Addie’s story is a very personal one and speaks volumes about my own journey and struggles when navigating this world. Addie is the child version of me who was let down badly, and Keedie is the me today who is trying her best whilst educating others, but still faces abelism and injustice. 

A Kind of Spark was the message I needed to realise only I need to believe in how much I’m worth and use my voice for good, no matter who is listening. I don’t have a Keedie to hold hands with, but in sharing this book around I hope other autistic people find comfort in the fact that they aren’t alone. 

“My autism isn’t always my superpower. But on the days when I’m seeing electricity in things, seeing the details that others might not, I like it a lot.”

Thank you Elle, for reminding me I don’t need to be anything other than who I am.

Rating: 5 trillion stars.

Posted in book review

Gloria by Katherine Shaw

My review of Gloria

Thank you so much to Katherine for this Arc of Gloria in return for a review. 

One thing I didn’t do when reading this book was read the blurb or any descriptions as I wanted to be surprised, but I found that if you do that (and please, try it, it’s more fun that way) is the book gives you one impression and then eventually hits you with the truth on what it is really about.

My first impressions were that this could be set in the 1950s for how Gloria and Greg’s relationship is. Gloria is a housewife and sees her painting as nothing more than a hobby. Greg is of course the “successful” husband who earns all the money. I knew something was wrong with him right at the start but expected him to just be cheating or something basic…but then when the twist comes it’s so Black Mirror-esq that I had to check I was still on the same book!

Gloria’s character does confuse me a little. I was trying to understand how someone who had travelled alone through Europe and lived so fully could be turned into a meek little doormat.

Once I knew about her childhood it made more sense, however the references to her creative and adventurous life before gave me a snapshot to someone I wasn’t seen in the person Gloria was in the whole of the book. I expected more of an Eat Pray Love type of character but understand that her years with Greg could have changed her completely.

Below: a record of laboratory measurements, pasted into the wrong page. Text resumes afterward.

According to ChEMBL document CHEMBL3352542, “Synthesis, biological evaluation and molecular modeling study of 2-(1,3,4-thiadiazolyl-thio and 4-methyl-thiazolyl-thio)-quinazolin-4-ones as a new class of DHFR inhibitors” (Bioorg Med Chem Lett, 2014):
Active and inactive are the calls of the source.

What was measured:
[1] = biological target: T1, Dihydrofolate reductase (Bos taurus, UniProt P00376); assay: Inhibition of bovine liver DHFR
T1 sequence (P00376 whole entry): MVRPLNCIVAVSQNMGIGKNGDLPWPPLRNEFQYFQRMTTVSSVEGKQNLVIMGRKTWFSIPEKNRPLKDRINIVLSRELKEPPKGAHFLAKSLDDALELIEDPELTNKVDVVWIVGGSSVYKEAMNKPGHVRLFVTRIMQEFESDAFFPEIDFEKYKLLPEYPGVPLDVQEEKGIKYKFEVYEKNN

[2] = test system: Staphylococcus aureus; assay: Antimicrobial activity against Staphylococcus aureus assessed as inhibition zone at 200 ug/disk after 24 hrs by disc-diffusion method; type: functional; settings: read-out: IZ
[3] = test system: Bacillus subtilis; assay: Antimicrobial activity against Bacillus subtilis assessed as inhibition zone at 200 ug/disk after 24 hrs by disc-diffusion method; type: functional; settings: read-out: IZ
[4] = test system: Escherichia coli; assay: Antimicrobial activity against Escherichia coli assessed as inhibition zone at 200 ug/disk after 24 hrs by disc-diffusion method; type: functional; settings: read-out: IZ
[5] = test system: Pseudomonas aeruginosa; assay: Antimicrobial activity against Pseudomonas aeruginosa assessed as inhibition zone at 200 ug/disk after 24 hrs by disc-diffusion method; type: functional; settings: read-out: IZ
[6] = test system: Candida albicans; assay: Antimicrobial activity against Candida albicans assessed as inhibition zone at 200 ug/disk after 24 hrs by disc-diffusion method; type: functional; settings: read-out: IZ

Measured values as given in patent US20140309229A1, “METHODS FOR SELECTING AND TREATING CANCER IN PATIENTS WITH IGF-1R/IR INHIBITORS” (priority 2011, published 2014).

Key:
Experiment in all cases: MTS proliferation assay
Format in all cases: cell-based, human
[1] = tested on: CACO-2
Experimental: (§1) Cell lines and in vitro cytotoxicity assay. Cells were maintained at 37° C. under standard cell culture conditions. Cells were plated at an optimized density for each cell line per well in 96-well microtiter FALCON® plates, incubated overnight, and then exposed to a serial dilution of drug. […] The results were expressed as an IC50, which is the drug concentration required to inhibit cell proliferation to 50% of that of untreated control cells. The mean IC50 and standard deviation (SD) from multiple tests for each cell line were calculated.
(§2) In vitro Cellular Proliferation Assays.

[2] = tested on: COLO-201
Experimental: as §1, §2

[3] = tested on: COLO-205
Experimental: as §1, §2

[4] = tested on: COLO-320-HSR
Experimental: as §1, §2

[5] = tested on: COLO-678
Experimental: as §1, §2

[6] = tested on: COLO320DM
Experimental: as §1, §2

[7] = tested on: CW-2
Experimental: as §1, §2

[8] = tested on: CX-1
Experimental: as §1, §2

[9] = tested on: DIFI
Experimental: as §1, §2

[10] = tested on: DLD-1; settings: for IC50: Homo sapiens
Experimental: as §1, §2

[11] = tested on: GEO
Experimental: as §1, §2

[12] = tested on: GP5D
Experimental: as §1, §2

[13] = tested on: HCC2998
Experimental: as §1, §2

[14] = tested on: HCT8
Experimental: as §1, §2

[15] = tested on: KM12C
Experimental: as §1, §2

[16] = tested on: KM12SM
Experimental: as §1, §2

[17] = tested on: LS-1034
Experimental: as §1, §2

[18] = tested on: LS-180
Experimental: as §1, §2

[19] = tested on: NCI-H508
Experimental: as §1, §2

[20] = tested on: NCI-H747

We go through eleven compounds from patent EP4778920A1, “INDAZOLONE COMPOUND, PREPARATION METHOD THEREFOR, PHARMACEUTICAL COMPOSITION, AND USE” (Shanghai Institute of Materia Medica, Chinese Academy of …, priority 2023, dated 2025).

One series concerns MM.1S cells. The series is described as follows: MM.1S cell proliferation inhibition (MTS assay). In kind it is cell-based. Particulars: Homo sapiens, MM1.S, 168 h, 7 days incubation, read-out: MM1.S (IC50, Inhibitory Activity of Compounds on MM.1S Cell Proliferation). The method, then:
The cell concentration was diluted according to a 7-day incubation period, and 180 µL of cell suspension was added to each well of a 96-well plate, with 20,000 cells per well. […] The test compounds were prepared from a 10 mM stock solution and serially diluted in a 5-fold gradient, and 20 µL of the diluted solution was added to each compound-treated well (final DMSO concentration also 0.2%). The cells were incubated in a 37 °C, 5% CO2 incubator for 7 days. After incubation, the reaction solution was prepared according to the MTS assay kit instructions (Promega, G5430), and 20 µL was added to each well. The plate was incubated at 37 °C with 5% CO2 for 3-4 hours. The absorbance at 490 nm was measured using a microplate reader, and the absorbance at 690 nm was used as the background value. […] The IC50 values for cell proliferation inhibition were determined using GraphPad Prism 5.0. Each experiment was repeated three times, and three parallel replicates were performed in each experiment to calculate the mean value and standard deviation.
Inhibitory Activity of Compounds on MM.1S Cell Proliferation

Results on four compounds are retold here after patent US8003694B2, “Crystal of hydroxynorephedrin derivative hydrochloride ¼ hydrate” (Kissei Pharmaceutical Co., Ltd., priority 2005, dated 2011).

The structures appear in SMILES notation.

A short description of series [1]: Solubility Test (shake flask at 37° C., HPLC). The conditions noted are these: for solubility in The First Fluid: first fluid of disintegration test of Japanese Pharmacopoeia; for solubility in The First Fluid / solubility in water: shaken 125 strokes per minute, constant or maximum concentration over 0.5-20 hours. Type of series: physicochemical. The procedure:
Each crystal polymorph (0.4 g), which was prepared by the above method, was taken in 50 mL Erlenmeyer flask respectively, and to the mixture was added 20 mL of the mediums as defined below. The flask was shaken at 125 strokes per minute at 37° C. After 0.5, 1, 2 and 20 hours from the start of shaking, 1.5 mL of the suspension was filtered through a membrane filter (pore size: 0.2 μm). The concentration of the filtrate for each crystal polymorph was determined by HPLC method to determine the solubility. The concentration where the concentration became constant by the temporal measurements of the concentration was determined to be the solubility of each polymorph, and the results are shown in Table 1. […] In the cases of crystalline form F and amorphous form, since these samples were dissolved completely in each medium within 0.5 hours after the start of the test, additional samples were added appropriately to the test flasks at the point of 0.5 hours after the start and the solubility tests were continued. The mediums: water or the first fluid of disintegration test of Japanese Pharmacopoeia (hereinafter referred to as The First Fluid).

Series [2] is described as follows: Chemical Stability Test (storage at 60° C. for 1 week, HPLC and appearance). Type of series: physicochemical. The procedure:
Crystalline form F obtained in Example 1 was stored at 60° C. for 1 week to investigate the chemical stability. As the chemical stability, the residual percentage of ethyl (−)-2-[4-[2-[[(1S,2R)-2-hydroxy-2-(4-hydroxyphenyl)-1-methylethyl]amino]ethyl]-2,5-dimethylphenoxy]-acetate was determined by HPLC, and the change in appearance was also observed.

I couldn’t get a true picture of Iris and Gloria’s relationship, or the history with Elias as the story focused mostly on Greg and Gloria, however Greg was a very good villain and without spoiling it too much, got the ending he deserved.

Total rating: ⭐⭐⭐ and 1/2 stars

Fave character: Samuel 

Emoji response: 😮😯😶😫🔫😱🤯

Would I recommend?: yes, I think crime and drama lovers would like this very much.

Posted in book review

Pages & Co by Anna James

Anna James has done it again! Such a wonderful, well written book which filled me with joy.

Book title: Pages & Co. Tilly and The Lost Fairy Tales

Author: Anna James 
Publisher: @harpercollinsuk 

About the book: Tilly Pages is a bookwanderer: she can travel inside books, and even talk to the characters she meets there. But, when fairy tales start leaking book magic and causing havoc, Tilly’s powers are put to the test…

Words to describe this book: exciting, enchanting, nostalgic, magical, wonderous. 

My favourite part: meeting Rapunzel! I laughed so hard at her reaction to the princes outside the tower.

My feelings in emojis: 🥰💞🧚‍♀️🎠🗼📚🎄

Rating: ⭐⭐⭐⭐⭐

Posted in book review

Grown Ups by Marian Keyes

My review of Grown Ups

Genre: adult fiction, contemporary 

Author: @marian_keyes 

This book was quickly read and passed around the office for others to read, it was that brilliant! I could not put it down and have never been more focused on a story.

I had wanted something relatable and true to life, and Grown Ups definitely delivered. It is refreshingly accurate on adult life, especially with Cara who suffers from an eating disorder and who I related to the most.

The characters bounce off the page with life, especially the children who are so well rounded and detailed it felt as if I was holding their sticky little hands and hearing their squeals. Every character felt so alive and perfect.

Grown Ups is such a joy to read, even with the sad bits. It has quickly become my most favourite read of 2021.

Rating: ⭐⭐⭐⭐⭐

Emojis to describe my feelings about the book: 😍🥰🤣😪🌈💞😶🥳